1223 K. Possibly the uncertainty of experimental data inRef. [9] is a reason. Another possible reason is that the presentmodel is still rough to study the first-order orderedisordertransformation. So effective solutions for the scientific ques-tion are proposed. Firstly, measure the site occupancy fractionsof stoichiometric Ti2AlNb O phases which are obtained by us-ing the following heat treatment process: the B2 supertransusprocessed [2] samples followed by water quenching (WQ) andthen aging at 1223 K, 1173 K, or 1073 K, i.e., 1373 K/1 h/WQþ (1223, 1173, or 1073) K/240 h/WQ. Secondly, experi-mentally check the site occupancy tendencies of the excessAl atoms on the a and b sublattices for the nonstoichiometricO phase. Thereafter, the model employed in the present papershould be modified if there is still large deviation. However,considering the inherent limitation of the GeBeW model, itis believed that the present predictions are improved, althoughmore reliable experimental results at high temperatures (tem-perature range from 1073 K to 1273 K) are highly expectedto verify the predictions.

200 400 600 800 1000 1200 1400 1600 1800 2000

0.0

0.1

0.2

0.3

0.4

0.5

0.6

0.7

0.8

0.9

1.0Ti-24Al-27Nb

yAl,8g

yNb,8g

yTi,8g

yAl,4c1

yNb,4c1

yTi,4c1

yAl,4c2

yNb,4c2

yTi,4c2

Site

occ

upan

cy f

ract

ion

Temperature, K0

Fig. 8. The site occupancy fractions of elements in sublattices vs. temperature

of O phase based on Tie24Ale27Nb.

0 200 400 600 800 1000 1200 1400 1600 1800 2000

0.0

0.1

0.2

0.3

0.4

0.5

0.6

0.7

0.8

0.9

1.0

Solid : Expt.

Ti-23Al-20NbyAl,8g

yNb,8g

yTi,8g

yAl,4c1

yNb,4c1

yTi,4c1

yAl,4c2

yNb,4c2

yTi,4c2

Site

occ

upan

cy f

ract

ion

Temperature, K

Fig. 9. The site occupancy fractions of elements in sublattices vs. temperature

of O phase based on Tie23Ale20Nb with experimental data [12]

superimposed.

200 400 600 800 1000 1200 1400 1600 1800 20000.0

0.1

0.2

0.3

0.4

0.5

0.6

0.7

0.8

0.9

1.0 Ti-xAl-yNb

25-25

25-27

25-23

23-20

24-27

27.5-25

27.5-20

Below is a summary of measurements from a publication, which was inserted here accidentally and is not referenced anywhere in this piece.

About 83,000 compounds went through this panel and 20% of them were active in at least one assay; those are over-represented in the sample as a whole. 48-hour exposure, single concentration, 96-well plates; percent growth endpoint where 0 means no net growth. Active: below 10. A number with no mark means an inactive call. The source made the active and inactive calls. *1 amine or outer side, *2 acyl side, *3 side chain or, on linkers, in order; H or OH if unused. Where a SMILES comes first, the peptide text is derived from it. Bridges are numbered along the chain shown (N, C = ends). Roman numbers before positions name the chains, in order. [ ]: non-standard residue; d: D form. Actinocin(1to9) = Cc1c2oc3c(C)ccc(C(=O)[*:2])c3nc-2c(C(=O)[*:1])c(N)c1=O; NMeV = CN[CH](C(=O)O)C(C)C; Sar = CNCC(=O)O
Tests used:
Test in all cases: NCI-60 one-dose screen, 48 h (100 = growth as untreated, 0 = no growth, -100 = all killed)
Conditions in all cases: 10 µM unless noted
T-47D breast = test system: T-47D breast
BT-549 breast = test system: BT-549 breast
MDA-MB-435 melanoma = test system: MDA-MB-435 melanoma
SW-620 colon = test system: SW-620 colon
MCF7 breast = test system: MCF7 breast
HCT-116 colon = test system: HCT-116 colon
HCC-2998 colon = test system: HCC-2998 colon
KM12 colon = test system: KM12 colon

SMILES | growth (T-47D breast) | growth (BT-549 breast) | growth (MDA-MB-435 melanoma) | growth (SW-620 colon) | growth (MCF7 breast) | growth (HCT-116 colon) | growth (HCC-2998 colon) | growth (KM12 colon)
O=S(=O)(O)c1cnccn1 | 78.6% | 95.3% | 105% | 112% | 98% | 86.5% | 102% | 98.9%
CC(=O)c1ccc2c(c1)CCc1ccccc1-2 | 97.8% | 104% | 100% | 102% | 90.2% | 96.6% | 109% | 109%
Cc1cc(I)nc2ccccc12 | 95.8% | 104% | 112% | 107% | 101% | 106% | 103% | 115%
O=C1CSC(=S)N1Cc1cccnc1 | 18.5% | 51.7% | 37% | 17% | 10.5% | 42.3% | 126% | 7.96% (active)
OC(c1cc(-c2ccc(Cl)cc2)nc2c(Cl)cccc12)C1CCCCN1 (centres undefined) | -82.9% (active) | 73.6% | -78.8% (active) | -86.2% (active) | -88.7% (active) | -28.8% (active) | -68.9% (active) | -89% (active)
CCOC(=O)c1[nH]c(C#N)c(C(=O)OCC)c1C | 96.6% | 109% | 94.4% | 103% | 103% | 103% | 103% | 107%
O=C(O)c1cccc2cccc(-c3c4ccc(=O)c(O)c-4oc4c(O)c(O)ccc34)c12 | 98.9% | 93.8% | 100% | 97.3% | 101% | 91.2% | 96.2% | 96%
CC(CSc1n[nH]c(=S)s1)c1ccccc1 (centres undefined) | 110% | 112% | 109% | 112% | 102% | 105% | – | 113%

27.5-17.5

Solid : Expt.

Ord

er p

aram

eter

Temperature, K0

Fig. 11. The plots of the order parameter vs. temperature and compositions of

the O phase, the solid symbols represent the corresponding experimental

results. See Table 2.

50 B. Wu et al. / Intermetallics 16 (2008) 42e51

5. Conclusions

The orderedisorder transformations of O phase based onTi2AlNb alloys are predicted by combining the generalthree-sublattice model with ab initio calculation. The tenden-cies of site occupations of the constituent elements are studiedfor the first time theoretically without referring experimentaldata as input. The predicted results show that Al atoms alwayspreferentially occupy the g (4c1) sublattice, Ti atoms tend tooccupy the a (8g) sublattice and Nb atoms the b (4c2) sublat-tice. The ordering tendencies of Ti and Nb atoms decreasewith the increase of the temperature, while the site occupationof Al atoms is only weakly dependent on it. In the temperaturerange where the O phase exists, the orderedisorder transfor-mation belongs to a second-order transition with a continuouscharacter. It is also predicted that for the nonstoichiometricO phase with Al contents higher than 25 at.%, the site occu-pancy of the excess Al atoms prefers the b sublattice. The pre-dicted site occupancy fractions and order parameters agree

0 200 400 600 800 1000 1200 1400

0.0

0.1

0.2

0.3

0.4

0.5

0.6

0.7

0.8

0.9

1.0

Ti-25Al-25Nb

PAW-GGALMTO-ASAG-B-W Model Mozer et al. by ND

Ord

er p

aram

eter

Temperature, K

Fig. 10. Plots of the order parameter vs. temperature of the stoichiometric O

phase based on Ti2AlNb, the results of three predictions as well as of the neu-

tron diffraction (ND) experiment are compared.

well with the experimental data at 973 K. The prediction hasbeen improved compared with the GorskyeBraggeWilliamsmodel, as well as results based on LMTO-ASA calculationspublished elsewhere [18,19]. More reliable experimentalresults of site occupancy fractions at high temperatures (tem-perature range from 1073 K to 1273 K) are highly expected toverify the predictions.

Acknowledgements

The authors thank Chong Wang for helpful discussions.Dr. Bo Wu gratefully acknowledges the scholarship providedby the Max-Planck-Gesellschaft and the Science Foundationin Fuzhou University (Project no. 826212).